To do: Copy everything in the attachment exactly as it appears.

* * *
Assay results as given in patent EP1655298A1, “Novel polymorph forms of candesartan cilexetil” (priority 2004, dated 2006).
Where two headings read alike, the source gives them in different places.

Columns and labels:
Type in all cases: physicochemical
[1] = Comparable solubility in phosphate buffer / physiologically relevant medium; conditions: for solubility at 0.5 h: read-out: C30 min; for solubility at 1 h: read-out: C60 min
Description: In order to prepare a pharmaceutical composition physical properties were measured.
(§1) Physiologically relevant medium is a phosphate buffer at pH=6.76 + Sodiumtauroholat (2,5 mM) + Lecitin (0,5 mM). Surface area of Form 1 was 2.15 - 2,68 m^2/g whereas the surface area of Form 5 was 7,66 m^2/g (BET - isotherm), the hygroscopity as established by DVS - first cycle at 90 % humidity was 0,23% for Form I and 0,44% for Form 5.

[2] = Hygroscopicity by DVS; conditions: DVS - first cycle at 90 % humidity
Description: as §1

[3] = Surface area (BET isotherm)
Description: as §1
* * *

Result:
Assay results as given in patent EP1655298A1, “Novel polymorph forms of candesartan cilexetil” (priority 2004, dated 2006).
Where two headings read alike, the source gives them in different places.

Columns and labels:
Type in all cases: physicochemical
[1] = Comparable solubility in phosphate buffer / physiologically relevant medium; conditions: for solubility at 0.5 h: read-out: C30 min; for solubility at 1 h: read-out: C60 min
Description: In order to prepare a pharmaceutical composition physical properties were measured.
(§1) Physiologically relevant medium is a phosphate buffer at pH=6.76 + Sodiumtauroholat (2,5 mM) + Lecitin (0,5 mM). Surface area of Form 1 was 2.15 - 2,68 m^2/g whereas the surface area of Form 5 was 7,66 m^2/g (BET - isotherm), the hygroscopity as established by DVS - first cycle at 90 % humidity was 0,23% for Form I and 0,44% for Form 5.

[2] = Hygroscopicity by DVS; conditions: DVS - first cycle at 90 % humidity
Description: as §1

[3] = Surface area (BET isotherm)
Description: as §1